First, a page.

Mary Wollstonecraft, an eighteenth-century writer, philosopher, and feminist, hardly needs introductions. The Regency Writings Repository is now enriched of her political pamphlet A Vindication of the Rights of Men, in a Letter to the Right Honourable Edmund Burke; Occasioned by His Reflections on the Revolution in France (1790) in which she argues against aristocracy and in favour of republicanism. She invokes an emerging middle-class ethos in opposition to the vice-ridden aristocratic code of manners.
The first edition of the Rights of Men sold out in three weeks, and was reviewed by every major periodical of the day. However, with the appearance of the second edition that carried Wollstonecraft’s real name on the title page the reviews began to evaluate the text not only upon its content but also as the work of a female writer. Wollstonecraft’s “passion” was contrasted with Burke’s “reason” and the text and its female author were spoken of condescendingly.
The Rights of Men is well worth reading for the familiar themes known from Austen’s novels.
ETA: I edited to add several links, among others to a short biography at the Jane Austen Centre’s webpage that contains this quote:
Early in 1797 [Wollstonecraft] was married to William Godwin, a philosopher who was notorious for his rejection of romance and marriage. Though they had sworn not to get married, the feminist and the enemy of matrimony were wedded at Saint Pancras’ Church and settled into conjugal happiness. At least in private, Godwin was prepared to admit the force of emotion as well as of thought. Both Mary Wollstonecraft and William Godwin seemed – at last – to have found the emotional happiness and intellectual kinship they both sought, which made what was to come seem unbearably cruel.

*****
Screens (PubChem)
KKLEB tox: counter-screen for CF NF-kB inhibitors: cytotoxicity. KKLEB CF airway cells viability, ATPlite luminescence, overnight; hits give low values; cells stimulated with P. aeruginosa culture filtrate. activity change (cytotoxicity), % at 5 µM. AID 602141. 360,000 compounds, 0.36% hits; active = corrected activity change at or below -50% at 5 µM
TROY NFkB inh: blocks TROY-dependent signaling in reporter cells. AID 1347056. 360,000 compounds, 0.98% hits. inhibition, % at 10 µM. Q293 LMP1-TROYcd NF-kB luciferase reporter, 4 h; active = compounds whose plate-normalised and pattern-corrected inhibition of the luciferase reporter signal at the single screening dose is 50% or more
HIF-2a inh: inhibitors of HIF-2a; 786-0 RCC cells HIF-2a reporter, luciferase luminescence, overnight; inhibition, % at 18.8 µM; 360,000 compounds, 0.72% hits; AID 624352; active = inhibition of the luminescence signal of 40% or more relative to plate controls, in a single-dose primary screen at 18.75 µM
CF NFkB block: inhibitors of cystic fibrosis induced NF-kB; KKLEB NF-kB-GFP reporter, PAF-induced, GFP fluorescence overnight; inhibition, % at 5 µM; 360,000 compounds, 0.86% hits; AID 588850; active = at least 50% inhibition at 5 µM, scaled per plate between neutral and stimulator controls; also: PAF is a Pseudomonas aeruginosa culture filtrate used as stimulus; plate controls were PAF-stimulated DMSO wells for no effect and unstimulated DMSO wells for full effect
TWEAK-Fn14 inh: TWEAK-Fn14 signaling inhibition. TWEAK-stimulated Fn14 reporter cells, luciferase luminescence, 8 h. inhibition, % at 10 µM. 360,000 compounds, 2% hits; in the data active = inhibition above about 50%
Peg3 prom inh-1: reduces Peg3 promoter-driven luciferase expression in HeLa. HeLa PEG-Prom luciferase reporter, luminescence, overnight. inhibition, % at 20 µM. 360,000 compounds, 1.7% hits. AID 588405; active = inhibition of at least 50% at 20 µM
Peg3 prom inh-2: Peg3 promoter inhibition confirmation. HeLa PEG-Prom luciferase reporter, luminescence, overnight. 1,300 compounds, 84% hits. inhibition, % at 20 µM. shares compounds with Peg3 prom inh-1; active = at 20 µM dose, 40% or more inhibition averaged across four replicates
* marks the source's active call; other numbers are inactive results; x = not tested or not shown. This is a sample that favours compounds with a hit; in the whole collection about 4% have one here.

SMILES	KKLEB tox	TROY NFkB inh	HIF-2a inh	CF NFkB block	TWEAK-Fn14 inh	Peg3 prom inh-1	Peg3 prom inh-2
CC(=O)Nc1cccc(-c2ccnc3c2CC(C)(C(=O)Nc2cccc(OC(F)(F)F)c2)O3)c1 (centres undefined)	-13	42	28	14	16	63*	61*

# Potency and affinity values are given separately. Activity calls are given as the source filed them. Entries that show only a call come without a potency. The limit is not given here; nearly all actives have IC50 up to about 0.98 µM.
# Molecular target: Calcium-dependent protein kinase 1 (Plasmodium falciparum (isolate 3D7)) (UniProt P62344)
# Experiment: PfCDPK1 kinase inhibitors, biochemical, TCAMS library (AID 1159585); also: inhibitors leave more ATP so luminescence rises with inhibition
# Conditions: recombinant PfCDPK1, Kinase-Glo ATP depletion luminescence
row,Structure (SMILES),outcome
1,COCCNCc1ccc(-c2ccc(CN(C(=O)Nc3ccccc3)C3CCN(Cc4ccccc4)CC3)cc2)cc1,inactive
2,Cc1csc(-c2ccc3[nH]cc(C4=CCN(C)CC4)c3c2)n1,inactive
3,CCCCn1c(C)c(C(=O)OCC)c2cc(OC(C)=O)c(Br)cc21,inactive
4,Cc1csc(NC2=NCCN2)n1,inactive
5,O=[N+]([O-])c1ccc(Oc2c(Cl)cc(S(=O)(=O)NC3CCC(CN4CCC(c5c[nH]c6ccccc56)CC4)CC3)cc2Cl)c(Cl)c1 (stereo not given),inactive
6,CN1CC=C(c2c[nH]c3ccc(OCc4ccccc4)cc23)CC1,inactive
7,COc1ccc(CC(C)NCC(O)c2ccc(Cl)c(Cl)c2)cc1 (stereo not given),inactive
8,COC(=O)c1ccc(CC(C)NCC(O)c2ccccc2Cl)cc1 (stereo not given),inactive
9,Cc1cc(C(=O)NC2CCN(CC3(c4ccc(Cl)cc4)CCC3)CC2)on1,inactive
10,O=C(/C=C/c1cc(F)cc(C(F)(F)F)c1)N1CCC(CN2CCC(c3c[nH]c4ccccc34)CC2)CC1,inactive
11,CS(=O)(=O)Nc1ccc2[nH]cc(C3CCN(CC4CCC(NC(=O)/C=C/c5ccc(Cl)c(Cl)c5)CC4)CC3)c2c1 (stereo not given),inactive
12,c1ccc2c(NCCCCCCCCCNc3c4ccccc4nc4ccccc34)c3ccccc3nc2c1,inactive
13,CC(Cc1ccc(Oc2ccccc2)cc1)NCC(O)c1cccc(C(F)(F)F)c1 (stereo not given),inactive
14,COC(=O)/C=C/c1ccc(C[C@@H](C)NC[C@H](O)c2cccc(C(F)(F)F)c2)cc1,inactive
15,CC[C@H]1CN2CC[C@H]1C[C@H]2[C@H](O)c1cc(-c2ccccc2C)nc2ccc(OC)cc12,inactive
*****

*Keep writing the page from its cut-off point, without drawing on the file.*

On September 10, 1797, at the age of thirty-eight, Mary Wollstonecraft Godwin succumbed to puerperal fever after the birth of her daughter. Having survived so many difficult situations, she died when she had so much to live for.
After her death, Godwin wrote to a friend, “I firmly believe there does not exist her equal in the world. I know from experience we were formed to make each other happy. I have not the least expectation that I can now ever know happiness again.”
Read about Jane Austen and Mary Wollstonecraft:
- A Feminist Connection: Jane Austen and Mary Wollstonecraft by Miriam Ascarelli at Jasna
- The Rationality and Femininity of Mary Wollstonecraft and Jane Austen by Rachel Evans (pdf)
- THE NEW FEMININE RHETORIC: WOLLSTONECRAFT, AUSTEN, AND THE FORMS OF ROMANTIC-ERA FEMINISM by Elisabeth L. Guyon (pdf)
- Mary Wollstonecraf, Mary Shelley, and Other Contemporaries of Jane Austen at A Male Voices Web Page
- Jane Austen, Jane Fairfax, and Jane Eyre by Jocelyn Harris
- Jane Austen and Mary Wollstonecraft on the Proper Conduct and Education of Young Ladies
- Mary Wollstonecraft at the Jane Austen Centre